Temperatures impacted the early turnout. The sale of fishing tags at 6:30 a.m. when the opening gun was fired stood at around 1,200 for adults and 250 for children. On the last Tuesday opening in 2005, temperatures were also in the low 20s and tag sales totalled 1,544 for children and adults.
Despite the chilly early morning temperatures, the promise of 60 degree weather by the afternoon kept the crowds strong.
"The park means so much to the community," said Jon Horner, of Cassville. "It's important to be here for the community to have a great experience."
Angela Seymour, of Cassville, was at the park with her husband, Chris, her 12-year-old son, Charlie, her 7-year-old daughter, Sharayah, Charlie's friend, Levi, and Angela's mother-in-law, Fran, from Kansas. Chris got them up at 3 a.m. so the family could reach the park by 4 a.m. to take cups of hot coffee to the fishermen along the banks of the river, staking out their spots. Having finished serving coffee, the Seymour family went off to fish.
Luann Lawrence, of Kansas City, and Linda Schwarting, of Joplin, were among the spectators walking the sidewalks and the banks as the fishing began.
"It's exciting," Lawrence said. "The opening's got its own energy. We come in and watch. We'll fish later. Now there's too much going on."
By 6:30 a.m. the valley was unusually light due to the lack of cloud cover. The duty of firing the starting pistol to begin fishing this year was given to Jimmy Hopkins, the two-term Barry County sheriff who worked as a park ranger for the past 21 years, retiring this past September.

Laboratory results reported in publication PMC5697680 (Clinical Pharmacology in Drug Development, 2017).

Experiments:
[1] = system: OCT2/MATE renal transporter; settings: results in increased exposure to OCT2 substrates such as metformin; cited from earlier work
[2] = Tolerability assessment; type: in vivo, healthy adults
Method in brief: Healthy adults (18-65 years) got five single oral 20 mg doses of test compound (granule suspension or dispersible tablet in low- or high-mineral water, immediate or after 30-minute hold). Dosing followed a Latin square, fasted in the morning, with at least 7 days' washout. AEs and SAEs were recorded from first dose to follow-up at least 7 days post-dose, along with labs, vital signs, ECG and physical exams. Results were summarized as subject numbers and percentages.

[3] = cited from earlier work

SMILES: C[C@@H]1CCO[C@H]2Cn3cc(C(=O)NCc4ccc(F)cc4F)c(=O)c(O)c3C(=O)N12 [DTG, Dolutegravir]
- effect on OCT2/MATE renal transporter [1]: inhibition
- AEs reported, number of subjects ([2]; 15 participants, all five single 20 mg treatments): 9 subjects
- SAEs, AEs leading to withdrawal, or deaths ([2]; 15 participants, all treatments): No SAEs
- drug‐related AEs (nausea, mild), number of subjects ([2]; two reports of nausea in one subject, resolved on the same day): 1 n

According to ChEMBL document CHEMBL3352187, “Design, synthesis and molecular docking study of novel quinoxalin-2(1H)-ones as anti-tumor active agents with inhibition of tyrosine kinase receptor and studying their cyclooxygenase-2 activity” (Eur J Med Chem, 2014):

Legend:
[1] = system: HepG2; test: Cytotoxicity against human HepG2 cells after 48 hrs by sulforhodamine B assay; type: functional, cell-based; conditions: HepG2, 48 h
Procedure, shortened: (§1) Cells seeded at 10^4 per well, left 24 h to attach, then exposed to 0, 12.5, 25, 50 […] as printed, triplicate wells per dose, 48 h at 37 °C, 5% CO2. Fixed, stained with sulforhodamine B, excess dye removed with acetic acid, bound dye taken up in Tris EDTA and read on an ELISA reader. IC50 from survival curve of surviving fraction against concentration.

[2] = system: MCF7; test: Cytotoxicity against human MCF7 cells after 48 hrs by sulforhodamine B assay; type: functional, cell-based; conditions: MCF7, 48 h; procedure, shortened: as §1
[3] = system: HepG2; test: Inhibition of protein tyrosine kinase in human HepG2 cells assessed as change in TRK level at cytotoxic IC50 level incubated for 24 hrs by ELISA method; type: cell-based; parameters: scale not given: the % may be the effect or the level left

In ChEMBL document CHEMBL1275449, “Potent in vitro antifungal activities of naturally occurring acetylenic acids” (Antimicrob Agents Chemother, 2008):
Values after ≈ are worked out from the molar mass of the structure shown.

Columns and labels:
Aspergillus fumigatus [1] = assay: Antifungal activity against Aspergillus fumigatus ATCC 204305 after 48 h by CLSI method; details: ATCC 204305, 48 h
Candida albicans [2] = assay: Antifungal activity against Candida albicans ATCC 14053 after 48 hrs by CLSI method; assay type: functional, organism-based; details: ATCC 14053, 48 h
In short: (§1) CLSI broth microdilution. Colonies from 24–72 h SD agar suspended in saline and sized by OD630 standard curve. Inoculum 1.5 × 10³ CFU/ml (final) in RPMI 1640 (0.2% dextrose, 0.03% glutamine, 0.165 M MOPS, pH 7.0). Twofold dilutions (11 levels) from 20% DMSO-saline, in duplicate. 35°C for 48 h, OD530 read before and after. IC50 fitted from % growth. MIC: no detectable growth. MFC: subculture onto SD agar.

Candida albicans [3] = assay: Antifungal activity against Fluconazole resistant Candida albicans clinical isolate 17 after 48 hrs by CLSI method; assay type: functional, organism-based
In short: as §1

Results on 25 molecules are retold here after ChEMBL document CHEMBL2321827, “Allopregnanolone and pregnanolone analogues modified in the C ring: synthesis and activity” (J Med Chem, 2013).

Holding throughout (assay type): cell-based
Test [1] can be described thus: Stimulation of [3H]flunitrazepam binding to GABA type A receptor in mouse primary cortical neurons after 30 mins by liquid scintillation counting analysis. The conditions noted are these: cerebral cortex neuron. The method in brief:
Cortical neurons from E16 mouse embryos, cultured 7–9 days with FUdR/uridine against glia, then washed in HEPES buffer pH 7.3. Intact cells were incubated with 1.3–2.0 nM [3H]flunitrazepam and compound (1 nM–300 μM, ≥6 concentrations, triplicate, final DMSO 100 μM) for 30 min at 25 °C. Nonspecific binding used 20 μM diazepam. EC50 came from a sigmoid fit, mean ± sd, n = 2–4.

"It was a good job," Hopkins said. "I got to meet lots of nice people. People come to Roaring River from all over the world.
"I was surprised to be asked to fire the gun," Hopkins said. "It's quite an honor, one that's usually reserved for dignitaries. It's a good way to end my career at the park."
When the big moment came, Hopkins was all smiles, joking about how this may have been the only time he had fired his gun at the park. With the crack of the gunshot, fishermen tossed their lines into the water and trout season was underway.
Within seconds fish were pulled to shore, and stringers filled quickly. At the Cassville Chamber's weigh-in station at the old CCC Lodge, Josh Greer, of Carthage, had the day's biggest catch. His trout, which was caught by 6:45 a.m. weighed 10 pounds and one ounce and earned him a trophy and some Cassville Cash. In the youth division, Trey Hughes, of Purdy, landed the largest trout with his 3.58-pound catch. He also claimed a trophy for his accomplishment.
Opening Day also provided sights that even veteran fishermen may not have seen before. Courtney Bradley, of Liberty, was curled up in a sleeping bag on the rocky bank while her father, Ron, a native of Diamond, tossed his line in the water. Ron said when the gunshot sounded, he told Courtney it was time to fish. She responded that she was warm and preferred to fish later.
"All in all, the day went really well," said Dusty Reid, Roaring River State Park superintendent. "The crowds were nice and big. I saw a lot of big fish being caught and lots of families were out spending quality time together.
"Everything went very smoothly, just like we planned," added Reid. "It was an exciting day."